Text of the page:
7Joseph Kraft, “Letter from Tehran,” published in The New Yorker, December 18, 1978.
Kraft was said to be a confidante of the Iranian establishment, hardly an unusual status since the Pahlavi elite openly courted opinion makers in the West. His first-hand account of his conversations with a wide range of Iranians—the shah, opposition leaders, influential clerics, academics, and government officials—just as the maelstrom of the revolution overtook the monarchy is poignant both for its prescience and its misplaced expectations. The piece concludes with the expectation of compromise along with the caveat that “the moment is not going to last very long.”
8Charles Kurzman, “The Unthinkable Revolution in Iran”
The Iranian revolution has confounded experts from a variety of disciplines and backgrounds. What precipitated the revolution and what enabled this movement to succeed where so many others have failed? Kurzman, a sociologist who has conducted research in Iran and among Iranian emigres, examines the traditional theories around revolutions, which in turn emphasize economic, political, cultural, organizational, and military factors, and finds no single explanation sufficient. Instead, he concludes: “So long as revolution remained ‘unthinkable,’ it remained undoable. It could come to pass only when large numbers of people began to ‘think the unthinkable.’”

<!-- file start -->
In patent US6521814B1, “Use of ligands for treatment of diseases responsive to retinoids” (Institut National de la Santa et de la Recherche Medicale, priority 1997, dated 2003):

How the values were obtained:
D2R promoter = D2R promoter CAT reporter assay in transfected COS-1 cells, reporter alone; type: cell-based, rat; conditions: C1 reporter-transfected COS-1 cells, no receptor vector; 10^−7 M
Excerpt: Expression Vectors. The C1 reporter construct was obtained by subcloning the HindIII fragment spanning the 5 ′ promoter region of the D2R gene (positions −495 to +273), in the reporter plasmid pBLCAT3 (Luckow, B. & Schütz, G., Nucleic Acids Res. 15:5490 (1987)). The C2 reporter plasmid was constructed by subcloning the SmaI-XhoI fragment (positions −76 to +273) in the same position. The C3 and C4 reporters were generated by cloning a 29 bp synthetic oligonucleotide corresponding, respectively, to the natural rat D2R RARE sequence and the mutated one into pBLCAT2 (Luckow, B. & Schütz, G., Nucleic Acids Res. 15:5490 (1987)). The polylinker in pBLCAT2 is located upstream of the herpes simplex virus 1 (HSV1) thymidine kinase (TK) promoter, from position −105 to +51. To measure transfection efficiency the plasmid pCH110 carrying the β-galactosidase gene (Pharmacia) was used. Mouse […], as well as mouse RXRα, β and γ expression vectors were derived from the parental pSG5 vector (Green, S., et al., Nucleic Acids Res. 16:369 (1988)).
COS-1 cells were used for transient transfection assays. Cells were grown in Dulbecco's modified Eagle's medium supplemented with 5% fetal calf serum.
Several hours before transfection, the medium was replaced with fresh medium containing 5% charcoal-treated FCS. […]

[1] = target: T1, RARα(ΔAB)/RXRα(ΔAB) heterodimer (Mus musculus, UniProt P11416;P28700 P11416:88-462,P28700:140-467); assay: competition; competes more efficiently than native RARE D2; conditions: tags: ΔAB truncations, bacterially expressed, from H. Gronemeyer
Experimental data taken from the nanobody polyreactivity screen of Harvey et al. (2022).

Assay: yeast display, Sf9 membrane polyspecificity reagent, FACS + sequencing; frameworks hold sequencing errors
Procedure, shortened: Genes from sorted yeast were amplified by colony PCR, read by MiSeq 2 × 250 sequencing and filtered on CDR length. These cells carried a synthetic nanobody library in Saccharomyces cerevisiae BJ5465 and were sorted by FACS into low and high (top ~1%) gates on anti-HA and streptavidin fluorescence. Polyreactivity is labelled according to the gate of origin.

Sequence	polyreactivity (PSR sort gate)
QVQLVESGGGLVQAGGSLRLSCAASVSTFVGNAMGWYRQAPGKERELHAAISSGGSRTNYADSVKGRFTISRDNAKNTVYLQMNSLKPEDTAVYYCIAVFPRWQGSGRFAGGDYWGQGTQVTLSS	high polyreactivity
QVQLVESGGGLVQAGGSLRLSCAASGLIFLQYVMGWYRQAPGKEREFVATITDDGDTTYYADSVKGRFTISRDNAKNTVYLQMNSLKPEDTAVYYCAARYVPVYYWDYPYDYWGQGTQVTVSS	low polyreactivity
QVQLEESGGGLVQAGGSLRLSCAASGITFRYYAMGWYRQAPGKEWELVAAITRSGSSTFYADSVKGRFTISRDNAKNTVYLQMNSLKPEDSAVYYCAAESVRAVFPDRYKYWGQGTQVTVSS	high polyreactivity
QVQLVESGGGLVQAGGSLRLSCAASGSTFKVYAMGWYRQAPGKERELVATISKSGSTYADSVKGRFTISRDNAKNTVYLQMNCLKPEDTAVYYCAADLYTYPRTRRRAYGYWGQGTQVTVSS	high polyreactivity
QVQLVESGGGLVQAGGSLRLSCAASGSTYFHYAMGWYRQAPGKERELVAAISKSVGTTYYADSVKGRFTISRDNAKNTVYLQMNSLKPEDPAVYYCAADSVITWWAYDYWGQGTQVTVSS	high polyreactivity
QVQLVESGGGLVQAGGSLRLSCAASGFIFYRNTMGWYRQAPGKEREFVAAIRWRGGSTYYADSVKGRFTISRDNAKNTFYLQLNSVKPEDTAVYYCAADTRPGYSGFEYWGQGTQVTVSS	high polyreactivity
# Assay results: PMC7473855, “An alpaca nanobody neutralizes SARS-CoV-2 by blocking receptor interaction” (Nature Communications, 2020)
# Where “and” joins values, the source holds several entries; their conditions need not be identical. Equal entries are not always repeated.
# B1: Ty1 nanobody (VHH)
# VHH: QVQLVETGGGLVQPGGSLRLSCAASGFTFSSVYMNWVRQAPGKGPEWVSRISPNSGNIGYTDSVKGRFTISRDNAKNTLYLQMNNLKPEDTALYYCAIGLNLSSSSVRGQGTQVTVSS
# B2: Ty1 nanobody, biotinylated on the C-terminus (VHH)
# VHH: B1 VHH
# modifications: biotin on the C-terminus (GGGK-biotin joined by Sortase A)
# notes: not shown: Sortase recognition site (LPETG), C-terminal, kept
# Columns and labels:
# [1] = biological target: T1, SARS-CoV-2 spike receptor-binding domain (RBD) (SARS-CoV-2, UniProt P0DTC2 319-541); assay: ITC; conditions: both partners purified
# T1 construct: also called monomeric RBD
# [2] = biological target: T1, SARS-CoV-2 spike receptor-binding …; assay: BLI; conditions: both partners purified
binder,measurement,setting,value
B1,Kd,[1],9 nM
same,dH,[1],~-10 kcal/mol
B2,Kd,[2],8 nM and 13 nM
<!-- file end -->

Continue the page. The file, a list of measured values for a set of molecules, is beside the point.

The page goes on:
This is not strictly a book about the revolution, but it begins and concludes in the prisons of the nascent theocracy, where the man who had served the monarchy as prime minister for nearly 13 years spent his final days. In compelling fashion, Milani recounts Hoveyda’s life in the service of the shah—who nonetheless detained him in hopes of assuaging public anger as the revolution reached its frenzied peak—and his death at the hands of the revolution’s infamous tribunals, where his final words were “It wasn’t supposed to end like this.”
10Roy Mottahedeh, “The Mantle of the Prophet: Religion and Politics in Iran”